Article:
“The first celebration of January 24 as “International Education Day” is a good opportunity to ask ourselves the key questions:
How can the quality of education be understood in a context of constant change and in the face of the emergence of new demands?
What are the barriers that still exist so that children and adolescents can access the school system in equal conditions?”

 – Alvaro Sepulveda, FMSI Advocacy Officer.

Today marks the first UN International Day of Education, an occasion to celebrate “the role of education for peace and development”.

The right to education is an internationally recognized human right rooted in 1948’s Universal Declaration of Human Rights (UDHR), backed up by at least other 6 international legally binding documents, but, according to the UN Sustainable Development Goal Report 2018, 617 million children aged 6-11 years old (58% of the total children and adolescents in this age group) are below the minimum standard in reading and mathematics, the very basics of education.

Progresses have been made in the past decades, but the pace is not fast enough to meet the 2030 Sustainable Development Goal number 4 to “ensure inclusive and equitable quality education and promote lifelong learning opportunities for all”.
In those 11 years of activity, FMSI have been in contact with hundreds of communities around the world, and here there is a short briefing on what we have seen about “barriers to access”.

School fees: despite the UDHR declared the primary school free of charge and invites the States to progressively make also secondary and higher education free for all, it is not uncommon to hear the opposite. States might have left government fees, but there are plenty of other expenses a family has to face when sending their kids to school: books, uniforms, supplies, transportation, just to name a few. Our Brothers in Venezuela told us that the skyrocketing inflation made the prices of school material, from pencils to uniforms, rise to such a point is unaffordable to buy them and so the little economic means their families have to go towards something more “material”, such as food, water, medicines.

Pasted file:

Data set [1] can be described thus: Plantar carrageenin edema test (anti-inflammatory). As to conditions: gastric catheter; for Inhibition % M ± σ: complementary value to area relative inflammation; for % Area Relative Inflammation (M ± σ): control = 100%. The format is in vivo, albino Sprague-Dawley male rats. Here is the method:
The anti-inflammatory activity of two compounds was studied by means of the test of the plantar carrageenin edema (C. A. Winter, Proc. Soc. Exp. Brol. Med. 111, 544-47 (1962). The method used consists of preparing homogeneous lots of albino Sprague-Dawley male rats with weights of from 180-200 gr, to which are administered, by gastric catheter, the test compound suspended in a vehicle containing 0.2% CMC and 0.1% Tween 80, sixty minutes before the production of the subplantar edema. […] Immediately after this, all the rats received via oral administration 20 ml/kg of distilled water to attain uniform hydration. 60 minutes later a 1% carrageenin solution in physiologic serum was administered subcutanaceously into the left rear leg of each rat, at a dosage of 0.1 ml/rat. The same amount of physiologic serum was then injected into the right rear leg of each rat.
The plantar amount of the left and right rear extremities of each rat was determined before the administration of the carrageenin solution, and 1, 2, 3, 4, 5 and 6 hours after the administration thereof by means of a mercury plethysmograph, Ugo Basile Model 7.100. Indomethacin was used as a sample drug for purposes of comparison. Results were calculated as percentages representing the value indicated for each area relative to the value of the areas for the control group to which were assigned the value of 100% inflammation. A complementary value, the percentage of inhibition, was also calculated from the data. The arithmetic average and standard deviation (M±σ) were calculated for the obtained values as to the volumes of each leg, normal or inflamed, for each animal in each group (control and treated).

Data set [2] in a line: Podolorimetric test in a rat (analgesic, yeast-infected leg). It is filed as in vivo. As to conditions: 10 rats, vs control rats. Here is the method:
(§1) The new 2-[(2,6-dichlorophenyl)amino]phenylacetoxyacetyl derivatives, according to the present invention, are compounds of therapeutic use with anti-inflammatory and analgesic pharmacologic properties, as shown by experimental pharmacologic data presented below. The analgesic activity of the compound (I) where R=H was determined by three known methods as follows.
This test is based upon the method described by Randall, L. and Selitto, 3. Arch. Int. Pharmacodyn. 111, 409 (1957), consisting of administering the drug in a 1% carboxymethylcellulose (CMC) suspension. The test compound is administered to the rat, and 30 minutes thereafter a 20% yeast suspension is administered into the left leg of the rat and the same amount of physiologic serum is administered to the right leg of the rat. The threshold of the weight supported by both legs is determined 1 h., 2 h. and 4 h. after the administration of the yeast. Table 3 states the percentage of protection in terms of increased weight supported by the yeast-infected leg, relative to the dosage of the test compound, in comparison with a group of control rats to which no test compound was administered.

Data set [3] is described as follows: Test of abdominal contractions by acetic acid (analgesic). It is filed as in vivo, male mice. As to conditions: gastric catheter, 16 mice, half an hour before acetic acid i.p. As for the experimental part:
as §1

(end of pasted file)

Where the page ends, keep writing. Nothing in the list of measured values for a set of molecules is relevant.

Another issue is the discrimination towards particular groups of people. It is the case of the Santalis in Talit, India, that have been marginalised for a long period of time. The result is illiterate adults who work in the rice fields because they do not have any other choice. With the help of the local Brothers, this children and adolescence now have a safe place to study and live, breaking the chains of a future of slavery.

Being born in the wrong place is an issue with different shades.
Living in a rural area, for example, means having less educational facilities, often far from home of inadequate quality. It’s the case of the kids in Mirtinga, not even a village, just few huts in a tea plantation of Bangladesh. The closest school is hours away, children spend almost more time walking than sitting in a classroom. That’s why FMSI supports the Boy’s hostel in Gianosdor, a place where children can study and live in a family-like atmosphere.
What more than a living in conflict or war-torn area can be considered a wrong place to be? With the Blue Marists in Aleppo and the Brothers, Marists and Lasallian along, in Lebanon, we try to alleviate their sufferings.

In many of the countries the Brothers bring the charism of St. Champagnat, child work is epidemic. Many children and adolescents are kept out of school by the needs of the family: having two or more hands working mean having few more quids to live on. Unfortunately, in some cases, “child work” escalates to child trafficking and prostitution, such as in Haiti. In this country, our Brothers found out that some kids, who take the name “restavek”, are sent to work for wealthy families for a little money. Once you look closer, you see they are indeed domestic slaves and girls are also often exposed to sexual exploitation by their employers.

These are few limits FMSI encountered in its 11 years life and we believe that governments and civil society alike should take care of this matter, if they want to grant this right to every children.

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